Captain Marvel 11 (Mar 1969) sported an interesting Barry Smith cover, one of his first works as Marvel. Channelling Kirby, Smith's art is is even more extreme, and it might have been more interesting if Smith had drawn the interior art. But what we got was a very rushed-looking Dick Ayers pencil job, not helped by Vinnie Colletta's usual slapdash inking. Arnold Drake's script takes Mar-Vell in a completely new direction. I don't know what went on behind the scenes. Perhaps sales weren't all that Stan was hoping for, but with this issue Drake brings in some sweeping changes. He kills off Medic Una, which I think was for the best. That storyline wasn't going anywhere. He also gets rid of Mar-Vell's weapon, the Uni-Beam, and gives our hero actual superpowers - through the agency of Zo and his conveniently lovely gaggle of handmaidens.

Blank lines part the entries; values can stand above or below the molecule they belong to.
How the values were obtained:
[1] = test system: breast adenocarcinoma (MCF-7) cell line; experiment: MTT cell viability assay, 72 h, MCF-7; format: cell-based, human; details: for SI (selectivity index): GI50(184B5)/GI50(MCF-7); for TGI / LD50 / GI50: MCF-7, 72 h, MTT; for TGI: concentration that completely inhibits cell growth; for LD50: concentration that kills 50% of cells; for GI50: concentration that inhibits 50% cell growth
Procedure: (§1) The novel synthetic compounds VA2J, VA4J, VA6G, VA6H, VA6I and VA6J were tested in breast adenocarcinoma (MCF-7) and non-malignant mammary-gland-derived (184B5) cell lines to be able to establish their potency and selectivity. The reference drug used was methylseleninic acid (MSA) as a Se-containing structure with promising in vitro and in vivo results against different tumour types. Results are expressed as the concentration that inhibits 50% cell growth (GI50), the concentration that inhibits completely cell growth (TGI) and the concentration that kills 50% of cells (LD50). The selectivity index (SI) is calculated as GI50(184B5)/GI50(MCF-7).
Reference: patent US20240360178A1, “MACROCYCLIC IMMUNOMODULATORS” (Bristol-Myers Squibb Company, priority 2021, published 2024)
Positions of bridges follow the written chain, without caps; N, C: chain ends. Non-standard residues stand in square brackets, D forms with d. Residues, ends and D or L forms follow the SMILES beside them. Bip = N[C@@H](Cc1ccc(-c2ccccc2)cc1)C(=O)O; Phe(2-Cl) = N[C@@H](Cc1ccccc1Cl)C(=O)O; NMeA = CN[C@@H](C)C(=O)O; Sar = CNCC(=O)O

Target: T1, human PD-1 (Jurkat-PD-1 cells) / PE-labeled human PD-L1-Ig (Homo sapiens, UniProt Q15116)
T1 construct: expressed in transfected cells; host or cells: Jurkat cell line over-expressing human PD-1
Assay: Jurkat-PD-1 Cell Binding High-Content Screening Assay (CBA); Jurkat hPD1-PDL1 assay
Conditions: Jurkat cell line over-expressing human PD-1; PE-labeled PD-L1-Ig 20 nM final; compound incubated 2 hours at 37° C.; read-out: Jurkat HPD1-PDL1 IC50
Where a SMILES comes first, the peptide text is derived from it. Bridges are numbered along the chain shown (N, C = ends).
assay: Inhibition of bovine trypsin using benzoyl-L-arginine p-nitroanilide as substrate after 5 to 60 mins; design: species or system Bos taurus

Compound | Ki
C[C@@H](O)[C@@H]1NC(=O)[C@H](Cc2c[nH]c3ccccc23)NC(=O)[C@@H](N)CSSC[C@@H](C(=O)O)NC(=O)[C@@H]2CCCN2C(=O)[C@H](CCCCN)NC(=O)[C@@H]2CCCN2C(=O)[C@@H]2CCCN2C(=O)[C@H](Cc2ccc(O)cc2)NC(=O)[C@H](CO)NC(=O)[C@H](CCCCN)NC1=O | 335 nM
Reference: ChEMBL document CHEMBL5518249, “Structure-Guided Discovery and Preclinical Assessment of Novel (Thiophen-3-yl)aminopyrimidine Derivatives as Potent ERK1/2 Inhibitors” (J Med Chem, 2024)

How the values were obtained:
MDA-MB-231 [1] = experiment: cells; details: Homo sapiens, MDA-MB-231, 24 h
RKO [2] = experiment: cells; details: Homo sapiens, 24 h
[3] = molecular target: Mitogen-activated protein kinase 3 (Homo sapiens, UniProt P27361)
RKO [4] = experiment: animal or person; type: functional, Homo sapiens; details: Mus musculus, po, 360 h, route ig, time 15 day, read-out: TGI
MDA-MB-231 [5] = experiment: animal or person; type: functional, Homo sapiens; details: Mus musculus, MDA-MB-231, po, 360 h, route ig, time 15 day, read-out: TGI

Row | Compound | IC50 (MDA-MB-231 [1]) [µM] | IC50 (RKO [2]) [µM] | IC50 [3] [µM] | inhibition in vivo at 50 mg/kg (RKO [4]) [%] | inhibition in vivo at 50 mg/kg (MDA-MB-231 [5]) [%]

|The way in which Captain Marvel gets a makeover is all a bit contrived ... can it be a coincidence that "Zo" is Oz backwards? Pay no attention to that man behind the curtain ...|
The catch is that going forward, Captain Marvel will become a tool of the alien intelligence Zo and that may or may not involve some tough moral choices ... but I'm getting ahead of myself.
|A hugely better art job from Dick Ayers in Captain Marvel 12, almost as if he's trying to blot out reader's memories of last month's lacklustre art, but the pace of Arnold Drake's storytelling is glacial.|